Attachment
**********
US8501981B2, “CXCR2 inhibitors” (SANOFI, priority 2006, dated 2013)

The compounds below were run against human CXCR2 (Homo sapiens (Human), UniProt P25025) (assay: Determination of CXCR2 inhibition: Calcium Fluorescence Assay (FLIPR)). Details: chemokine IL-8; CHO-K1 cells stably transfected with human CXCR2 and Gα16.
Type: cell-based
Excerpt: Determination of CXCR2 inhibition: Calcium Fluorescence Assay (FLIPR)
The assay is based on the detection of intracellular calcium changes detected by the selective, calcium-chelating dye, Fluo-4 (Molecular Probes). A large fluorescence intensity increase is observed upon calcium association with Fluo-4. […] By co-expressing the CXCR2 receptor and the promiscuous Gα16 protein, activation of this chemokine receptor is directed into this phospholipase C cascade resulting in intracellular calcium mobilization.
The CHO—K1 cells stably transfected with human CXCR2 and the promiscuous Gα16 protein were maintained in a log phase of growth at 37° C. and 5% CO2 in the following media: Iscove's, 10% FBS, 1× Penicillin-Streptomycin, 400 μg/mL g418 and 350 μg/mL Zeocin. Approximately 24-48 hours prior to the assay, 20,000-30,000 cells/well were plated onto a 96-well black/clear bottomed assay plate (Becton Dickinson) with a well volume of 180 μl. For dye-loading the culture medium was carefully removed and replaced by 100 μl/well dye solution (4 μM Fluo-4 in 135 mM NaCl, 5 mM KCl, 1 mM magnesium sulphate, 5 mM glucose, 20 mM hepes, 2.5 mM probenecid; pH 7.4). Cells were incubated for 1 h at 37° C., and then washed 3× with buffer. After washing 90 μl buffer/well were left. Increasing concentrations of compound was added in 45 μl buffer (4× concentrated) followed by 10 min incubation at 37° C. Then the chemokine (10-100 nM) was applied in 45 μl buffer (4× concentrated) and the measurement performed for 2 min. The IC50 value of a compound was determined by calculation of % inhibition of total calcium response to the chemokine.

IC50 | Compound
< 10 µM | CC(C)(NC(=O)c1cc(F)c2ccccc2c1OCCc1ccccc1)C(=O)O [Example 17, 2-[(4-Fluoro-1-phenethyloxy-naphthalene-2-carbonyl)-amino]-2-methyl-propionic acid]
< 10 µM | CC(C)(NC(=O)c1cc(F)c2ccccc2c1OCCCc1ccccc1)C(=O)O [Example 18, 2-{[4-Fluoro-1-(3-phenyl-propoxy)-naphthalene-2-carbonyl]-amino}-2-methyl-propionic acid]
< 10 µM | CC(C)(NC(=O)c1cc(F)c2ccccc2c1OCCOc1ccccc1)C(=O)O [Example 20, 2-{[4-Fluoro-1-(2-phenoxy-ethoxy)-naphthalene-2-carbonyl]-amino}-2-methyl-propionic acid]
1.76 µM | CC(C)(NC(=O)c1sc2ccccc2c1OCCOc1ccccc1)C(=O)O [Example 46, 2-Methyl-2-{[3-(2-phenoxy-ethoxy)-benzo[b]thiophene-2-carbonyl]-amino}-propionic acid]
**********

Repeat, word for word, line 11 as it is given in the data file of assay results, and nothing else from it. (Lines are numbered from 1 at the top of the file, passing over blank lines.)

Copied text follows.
1.76 µM | CC(C)(NC(=O)c1sc2ccccc2c1OCCOc1ccccc1)C(=O)O [Example 46, 2-Methyl-2-{[3-(2-phenoxy-ethoxy)-benzo[b]thiophene-2-carbonyl]-amino}-propionic acid]